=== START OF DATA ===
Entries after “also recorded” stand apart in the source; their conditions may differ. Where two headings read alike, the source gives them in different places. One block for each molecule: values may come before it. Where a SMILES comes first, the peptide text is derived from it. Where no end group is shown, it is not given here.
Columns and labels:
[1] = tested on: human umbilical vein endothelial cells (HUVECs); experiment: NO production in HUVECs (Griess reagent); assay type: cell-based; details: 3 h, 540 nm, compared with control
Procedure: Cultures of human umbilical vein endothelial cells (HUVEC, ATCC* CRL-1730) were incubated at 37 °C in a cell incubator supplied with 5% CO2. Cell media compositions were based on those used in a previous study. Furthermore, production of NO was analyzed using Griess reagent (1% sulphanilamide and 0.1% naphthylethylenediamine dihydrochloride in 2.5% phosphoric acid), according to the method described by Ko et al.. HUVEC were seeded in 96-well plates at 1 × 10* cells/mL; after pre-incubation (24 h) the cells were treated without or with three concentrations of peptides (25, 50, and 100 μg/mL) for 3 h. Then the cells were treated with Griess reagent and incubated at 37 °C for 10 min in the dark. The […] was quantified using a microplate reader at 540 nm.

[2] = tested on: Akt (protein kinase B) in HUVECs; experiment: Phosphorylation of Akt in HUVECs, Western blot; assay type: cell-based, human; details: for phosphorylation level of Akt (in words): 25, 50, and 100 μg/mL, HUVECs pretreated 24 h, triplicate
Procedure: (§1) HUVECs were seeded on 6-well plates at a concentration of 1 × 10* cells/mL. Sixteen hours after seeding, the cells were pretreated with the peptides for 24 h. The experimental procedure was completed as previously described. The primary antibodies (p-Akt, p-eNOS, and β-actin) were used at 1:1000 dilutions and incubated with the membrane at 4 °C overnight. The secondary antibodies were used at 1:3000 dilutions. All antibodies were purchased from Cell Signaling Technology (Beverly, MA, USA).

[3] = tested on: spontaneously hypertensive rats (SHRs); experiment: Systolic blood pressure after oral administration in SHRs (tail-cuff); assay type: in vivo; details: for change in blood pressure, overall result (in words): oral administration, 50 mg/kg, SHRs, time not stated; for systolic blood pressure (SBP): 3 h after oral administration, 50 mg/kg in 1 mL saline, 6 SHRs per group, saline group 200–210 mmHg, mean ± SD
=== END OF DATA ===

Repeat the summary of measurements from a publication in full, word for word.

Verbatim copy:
Entries after “also recorded” stand apart in the source; their conditions may differ. Where two headings read alike, the source gives them in different places. One block for each molecule: values may come before it. Where a SMILES comes first, the peptide text is derived from it. Where no end group is shown, it is not given here.
Columns and labels:
[1] = tested on: human umbilical vein endothelial cells (HUVECs); experiment: NO production in HUVECs (Griess reagent); assay type: cell-based; details: 3 h, 540 nm, compared with control
Procedure: Cultures of human umbilical vein endothelial cells (HUVEC, ATCC* CRL-1730) were incubated at 37 °C in a cell incubator supplied with 5% CO2. Cell media compositions were based on those used in a previous study. Furthermore, production of NO was analyzed using Griess reagent (1% sulphanilamide and 0.1% naphthylethylenediamine dihydrochloride in 2.5% phosphoric acid), according to the method described by Ko et al.. HUVEC were seeded in 96-well plates at 1 × 10* cells/mL; after pre-incubation (24 h) the cells were treated without or with three concentrations of peptides (25, 50, and 100 μg/mL) for 3 h. Then the cells were treated with Griess reagent and incubated at 37 °C for 10 min in the dark. The […] was quantified using a microplate reader at 540 nm.

[2] = tested on: Akt (protein kinase B) in HUVECs; experiment: Phosphorylation of Akt in HUVECs, Western blot; assay type: cell-based, human; details: for phosphorylation level of Akt (in words): 25, 50, and 100 μg/mL, HUVECs pretreated 24 h, triplicate
Procedure: (§1) HUVECs were seeded on 6-well plates at a concentration of 1 × 10* cells/mL. Sixteen hours after seeding, the cells were pretreated with the peptides for 24 h. The experimental procedure was completed as previously described. The primary antibodies (p-Akt, p-eNOS, and β-actin) were used at 1:1000 dilutions and incubated with the membrane at 4 °C overnight. The secondary antibodies were used at 1:3000 dilutions. All antibodies were purchased from Cell Signaling Technology (Beverly, MA, USA).

[3] = tested on: spontaneously hypertensive rats (SHRs); experiment: Systolic blood pressure after oral administration in SHRs (tail-cuff); assay type: in vivo; details: for change in blood pressure, overall result (in words): oral administration, 50 mg/kg, SHRs, time not stated; for systolic blood pressure (SBP): 3 h after oral administration, 50 mg/kg in 1 mL saline, 6 SHRs per group, saline group 200–210 mmHg, mean ± SD